He Deployed With Disaster Team to Help During COVID-19

Duke Energy’s Larry Reeder set out to make a difference with the National Disaster Medical System
Jul 21, 2020 10:25 AM ET
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Who knew a magazine ad could change your life and give it greater purpose, joy and meaning?

That’s what happened for Larry Reeder, an Army veteran and radiation protection technician at Duke Energy’s Crystal River, Fla., power plant.

For Reeder, it all started 10 years ago while returning from a business trip. He picked up the magazine from the seat pocket on the airplane and the advertisement caught his eye because it read, “The Best of Care in the Worst of Times. Take on New Challenges. Join an Amazing Team. Protect Health and Save Lives.”

Reeder didn’t know just how much that would affect his life. Reeder accepted the challenge and became a member of the National Disaster Medical System, an organization in the U.S. Department of Health & Human Services.

“I had never heard of NDMS, and it looked like an opportunity to make a difference – to go into areas where people are in dire circumstances and needed help,” said Reeder.

The organization has almost 5,000 members across the U.S. from various health care and medical professions. They help fill in the gaps, supplementing health and medical systems and response capabilities when disasters and emergencies strike such as hurricanes, tornadoes, earthquakes, flooding and now COVID-19.

Members are on call three months a year and are deployed for about two weeks or a month throughout the U.S.

Reeder is one of more than 2,000 veterans who work at Duke Energy, which recruits veterans because they have the training, technical skills and leadership qualities that transfer to business.

Because of his Army training as a respiratory therapist coupled with the safety and industrial hygiene training he received while working at Crystal River, Reeder was assigned to the Disaster Medical Assistance Team as a safety officer. The team provides urgent medical care when seconds could mean the difference between life and death.

Since the beginning of the COVID-19 pandemic in February, Reeder has been deployed three times to help those in need. He was first stationed at Travis Air Force Base then the Marine Corps Air Station Miramar, both in California, and most recently in Maryland assisting the state’s National Guard.

Reeder is responsible for the safety of the team members. “I also function as a respirator fit tester using the N95 (face) mask,” Reeder said. “I make sure the mask fits properly for the protection of the staff and the patients alike.”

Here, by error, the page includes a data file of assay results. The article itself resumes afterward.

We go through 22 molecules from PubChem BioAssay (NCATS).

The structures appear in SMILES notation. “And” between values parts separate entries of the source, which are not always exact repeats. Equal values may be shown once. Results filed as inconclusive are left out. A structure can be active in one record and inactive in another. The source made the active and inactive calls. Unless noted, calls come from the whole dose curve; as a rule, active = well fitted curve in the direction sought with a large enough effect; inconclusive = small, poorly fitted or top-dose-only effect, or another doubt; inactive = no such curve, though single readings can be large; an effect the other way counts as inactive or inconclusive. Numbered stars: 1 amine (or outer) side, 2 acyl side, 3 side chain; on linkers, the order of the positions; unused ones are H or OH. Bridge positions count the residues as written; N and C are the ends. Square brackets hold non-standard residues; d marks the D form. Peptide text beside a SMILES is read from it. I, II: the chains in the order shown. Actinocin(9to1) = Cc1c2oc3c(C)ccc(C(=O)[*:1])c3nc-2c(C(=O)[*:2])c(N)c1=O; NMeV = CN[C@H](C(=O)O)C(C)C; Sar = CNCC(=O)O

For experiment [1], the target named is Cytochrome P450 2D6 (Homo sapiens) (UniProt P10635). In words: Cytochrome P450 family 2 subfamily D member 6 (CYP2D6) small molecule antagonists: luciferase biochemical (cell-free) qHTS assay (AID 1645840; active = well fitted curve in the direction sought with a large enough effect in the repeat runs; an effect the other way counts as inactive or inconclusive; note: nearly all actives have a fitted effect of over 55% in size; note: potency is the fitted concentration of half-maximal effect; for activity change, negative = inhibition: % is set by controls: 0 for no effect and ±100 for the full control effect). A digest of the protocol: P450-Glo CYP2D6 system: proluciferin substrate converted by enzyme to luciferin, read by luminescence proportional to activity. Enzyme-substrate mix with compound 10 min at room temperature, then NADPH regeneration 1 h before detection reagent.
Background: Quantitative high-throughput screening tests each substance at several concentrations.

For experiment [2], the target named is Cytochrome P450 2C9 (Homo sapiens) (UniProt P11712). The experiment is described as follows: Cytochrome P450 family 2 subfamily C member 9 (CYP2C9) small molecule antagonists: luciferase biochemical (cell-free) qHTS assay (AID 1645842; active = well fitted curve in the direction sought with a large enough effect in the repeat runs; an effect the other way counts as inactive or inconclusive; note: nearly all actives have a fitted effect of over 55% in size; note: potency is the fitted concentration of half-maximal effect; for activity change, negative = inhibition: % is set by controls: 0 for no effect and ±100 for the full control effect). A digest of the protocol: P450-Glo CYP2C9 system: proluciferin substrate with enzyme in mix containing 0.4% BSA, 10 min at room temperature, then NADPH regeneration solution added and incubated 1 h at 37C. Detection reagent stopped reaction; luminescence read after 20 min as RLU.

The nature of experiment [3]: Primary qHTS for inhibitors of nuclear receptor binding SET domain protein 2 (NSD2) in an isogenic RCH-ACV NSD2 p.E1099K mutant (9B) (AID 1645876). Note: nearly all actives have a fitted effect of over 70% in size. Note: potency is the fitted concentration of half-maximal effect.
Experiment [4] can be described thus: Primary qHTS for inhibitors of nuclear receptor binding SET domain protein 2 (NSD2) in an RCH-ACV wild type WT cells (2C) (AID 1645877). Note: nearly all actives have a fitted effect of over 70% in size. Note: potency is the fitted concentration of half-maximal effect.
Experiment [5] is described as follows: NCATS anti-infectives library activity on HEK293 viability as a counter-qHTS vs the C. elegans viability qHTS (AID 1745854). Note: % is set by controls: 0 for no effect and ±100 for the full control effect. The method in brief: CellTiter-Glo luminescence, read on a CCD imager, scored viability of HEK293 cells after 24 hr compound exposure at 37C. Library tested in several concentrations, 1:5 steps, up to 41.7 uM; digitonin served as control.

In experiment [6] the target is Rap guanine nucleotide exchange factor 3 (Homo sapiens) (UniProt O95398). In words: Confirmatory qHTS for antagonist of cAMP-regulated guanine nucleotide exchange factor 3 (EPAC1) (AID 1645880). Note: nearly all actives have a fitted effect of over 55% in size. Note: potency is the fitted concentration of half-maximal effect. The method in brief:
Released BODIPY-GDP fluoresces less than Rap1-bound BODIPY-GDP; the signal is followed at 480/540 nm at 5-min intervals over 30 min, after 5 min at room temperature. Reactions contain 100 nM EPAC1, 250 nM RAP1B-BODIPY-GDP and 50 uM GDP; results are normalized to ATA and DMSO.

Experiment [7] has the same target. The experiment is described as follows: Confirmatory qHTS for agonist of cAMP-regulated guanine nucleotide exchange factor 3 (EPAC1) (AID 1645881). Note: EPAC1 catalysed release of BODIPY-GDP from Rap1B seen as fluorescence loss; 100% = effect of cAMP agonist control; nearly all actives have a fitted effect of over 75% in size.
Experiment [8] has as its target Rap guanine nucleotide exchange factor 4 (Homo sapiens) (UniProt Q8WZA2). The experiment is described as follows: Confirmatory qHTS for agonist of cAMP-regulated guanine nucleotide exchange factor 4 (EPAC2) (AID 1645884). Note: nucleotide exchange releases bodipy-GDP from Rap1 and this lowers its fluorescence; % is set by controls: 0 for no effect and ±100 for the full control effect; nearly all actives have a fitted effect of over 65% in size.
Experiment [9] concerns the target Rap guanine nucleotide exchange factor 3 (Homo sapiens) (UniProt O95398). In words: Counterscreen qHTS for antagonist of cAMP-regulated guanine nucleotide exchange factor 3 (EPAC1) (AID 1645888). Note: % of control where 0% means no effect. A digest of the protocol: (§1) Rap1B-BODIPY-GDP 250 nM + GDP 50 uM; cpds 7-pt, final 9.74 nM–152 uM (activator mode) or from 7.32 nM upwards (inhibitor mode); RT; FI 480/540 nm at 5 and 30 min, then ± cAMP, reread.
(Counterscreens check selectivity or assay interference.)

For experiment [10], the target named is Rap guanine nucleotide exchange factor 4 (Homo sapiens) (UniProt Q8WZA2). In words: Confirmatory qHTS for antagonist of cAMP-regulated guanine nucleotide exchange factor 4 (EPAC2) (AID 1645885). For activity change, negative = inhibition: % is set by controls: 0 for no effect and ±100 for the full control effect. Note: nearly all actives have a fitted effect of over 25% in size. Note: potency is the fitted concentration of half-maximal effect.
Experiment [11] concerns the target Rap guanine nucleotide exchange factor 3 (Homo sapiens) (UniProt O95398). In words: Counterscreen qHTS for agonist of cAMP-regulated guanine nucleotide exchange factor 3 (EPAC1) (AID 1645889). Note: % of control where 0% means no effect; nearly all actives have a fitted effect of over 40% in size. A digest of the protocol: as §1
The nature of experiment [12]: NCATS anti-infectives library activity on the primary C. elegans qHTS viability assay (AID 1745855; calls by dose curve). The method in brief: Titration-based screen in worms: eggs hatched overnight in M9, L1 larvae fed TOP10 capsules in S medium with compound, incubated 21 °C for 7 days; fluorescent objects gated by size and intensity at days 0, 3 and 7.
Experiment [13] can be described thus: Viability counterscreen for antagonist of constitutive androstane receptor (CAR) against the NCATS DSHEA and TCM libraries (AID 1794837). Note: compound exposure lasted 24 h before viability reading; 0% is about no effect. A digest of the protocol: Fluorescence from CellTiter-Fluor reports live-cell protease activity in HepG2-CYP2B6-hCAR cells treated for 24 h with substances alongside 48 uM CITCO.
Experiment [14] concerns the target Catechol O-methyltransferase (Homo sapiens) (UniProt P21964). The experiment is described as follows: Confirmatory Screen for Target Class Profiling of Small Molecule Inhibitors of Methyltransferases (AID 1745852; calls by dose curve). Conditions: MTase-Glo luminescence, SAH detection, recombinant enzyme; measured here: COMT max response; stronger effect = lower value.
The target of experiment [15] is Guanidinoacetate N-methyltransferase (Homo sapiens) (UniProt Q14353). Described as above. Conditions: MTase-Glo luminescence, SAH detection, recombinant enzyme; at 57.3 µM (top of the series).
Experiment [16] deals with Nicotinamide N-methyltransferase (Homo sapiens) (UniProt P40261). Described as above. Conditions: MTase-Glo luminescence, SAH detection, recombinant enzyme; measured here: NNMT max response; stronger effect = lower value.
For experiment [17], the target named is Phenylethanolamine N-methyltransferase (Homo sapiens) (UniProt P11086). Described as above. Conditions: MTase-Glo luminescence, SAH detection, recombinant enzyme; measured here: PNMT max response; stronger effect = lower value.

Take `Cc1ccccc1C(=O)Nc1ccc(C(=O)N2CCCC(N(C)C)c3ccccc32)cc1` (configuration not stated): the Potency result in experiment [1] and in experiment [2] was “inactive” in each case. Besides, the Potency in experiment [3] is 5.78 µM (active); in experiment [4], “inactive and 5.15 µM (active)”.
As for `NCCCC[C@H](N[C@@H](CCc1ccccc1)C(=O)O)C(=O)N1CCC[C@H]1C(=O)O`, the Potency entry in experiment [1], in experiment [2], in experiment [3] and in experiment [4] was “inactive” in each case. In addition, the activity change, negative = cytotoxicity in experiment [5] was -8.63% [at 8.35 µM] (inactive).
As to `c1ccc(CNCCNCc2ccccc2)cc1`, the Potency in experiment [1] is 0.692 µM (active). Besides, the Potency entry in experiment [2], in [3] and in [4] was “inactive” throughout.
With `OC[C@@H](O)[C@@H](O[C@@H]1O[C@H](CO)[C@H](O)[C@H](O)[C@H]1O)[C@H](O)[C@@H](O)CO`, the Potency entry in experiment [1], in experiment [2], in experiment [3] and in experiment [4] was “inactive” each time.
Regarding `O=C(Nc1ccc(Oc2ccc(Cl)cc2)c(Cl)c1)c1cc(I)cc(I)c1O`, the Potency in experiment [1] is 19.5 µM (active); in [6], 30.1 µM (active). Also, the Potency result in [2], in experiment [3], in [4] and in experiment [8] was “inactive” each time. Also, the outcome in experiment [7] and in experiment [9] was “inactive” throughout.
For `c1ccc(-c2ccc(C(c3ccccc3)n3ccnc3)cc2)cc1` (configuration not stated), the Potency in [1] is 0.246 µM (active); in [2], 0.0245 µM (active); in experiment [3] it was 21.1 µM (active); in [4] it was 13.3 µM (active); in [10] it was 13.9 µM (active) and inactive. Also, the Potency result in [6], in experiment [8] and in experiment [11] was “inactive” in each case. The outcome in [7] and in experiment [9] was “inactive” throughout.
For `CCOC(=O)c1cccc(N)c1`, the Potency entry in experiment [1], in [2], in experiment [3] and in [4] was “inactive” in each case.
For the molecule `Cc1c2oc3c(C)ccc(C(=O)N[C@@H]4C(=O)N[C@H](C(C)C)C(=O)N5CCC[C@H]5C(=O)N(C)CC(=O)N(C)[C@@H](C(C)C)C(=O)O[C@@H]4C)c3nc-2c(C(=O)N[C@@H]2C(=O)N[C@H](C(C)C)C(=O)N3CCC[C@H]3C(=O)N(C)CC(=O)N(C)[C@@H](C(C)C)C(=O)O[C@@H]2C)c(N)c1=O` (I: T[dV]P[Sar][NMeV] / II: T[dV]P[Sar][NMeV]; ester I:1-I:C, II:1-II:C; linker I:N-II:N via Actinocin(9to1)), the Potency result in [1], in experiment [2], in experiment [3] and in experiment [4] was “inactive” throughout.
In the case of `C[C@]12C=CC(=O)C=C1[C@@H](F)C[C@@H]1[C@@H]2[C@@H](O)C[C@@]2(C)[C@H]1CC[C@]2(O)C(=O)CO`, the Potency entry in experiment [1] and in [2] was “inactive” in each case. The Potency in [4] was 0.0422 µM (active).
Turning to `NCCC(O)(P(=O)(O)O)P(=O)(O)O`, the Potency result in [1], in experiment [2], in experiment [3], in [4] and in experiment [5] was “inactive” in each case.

While serving with NDMS during COVID-19, Reeder said some of the health care decisions have been rough and emotional – like the time when a husband was transferred back to the U.S. and his wife was still overseas in critical condition due to a COVID-19 outbreak on their cruise ship.

“I didn’t know what to do or say to the man to comfort him,” Reeder said. “I was just there for him.”

Other Duke Energy employees have been deployed during COVID-19.

Christopher Niles, an operator in the Distribution Control Center, an Army veteran, was on active duty for 31 days. He was responsible for the planning and coordination for 300 National Guard soldiers that included the operations for two foodbanks in Winston-Salem and Greensboro, N.C., as well as delivering medical supplies and personal protective equipment throughout the state.

Throughout the pandemic, Reeder has seen the resourcefulness of communities with many distilleries making hand sanitizer. He has also experienced some special moments that still make him smile.

“There was a time when a crew member was unable to attend his daughter’s wedding due to the quarantine,” Reeder said. “A DMAT team member loaned out his iPad and wired it to the apartment’s big screen. We arranged FaceTime. With the help of an iPad at the wedding and a robotics company near the wedding location, he was able to walk his daughter down the aisle in Texas from California.

“With everything going on with COVID-19, these are the types of stories the public does not get to hear. It’s why I do what I do with NDMS. In my small way, I’m making a difference.”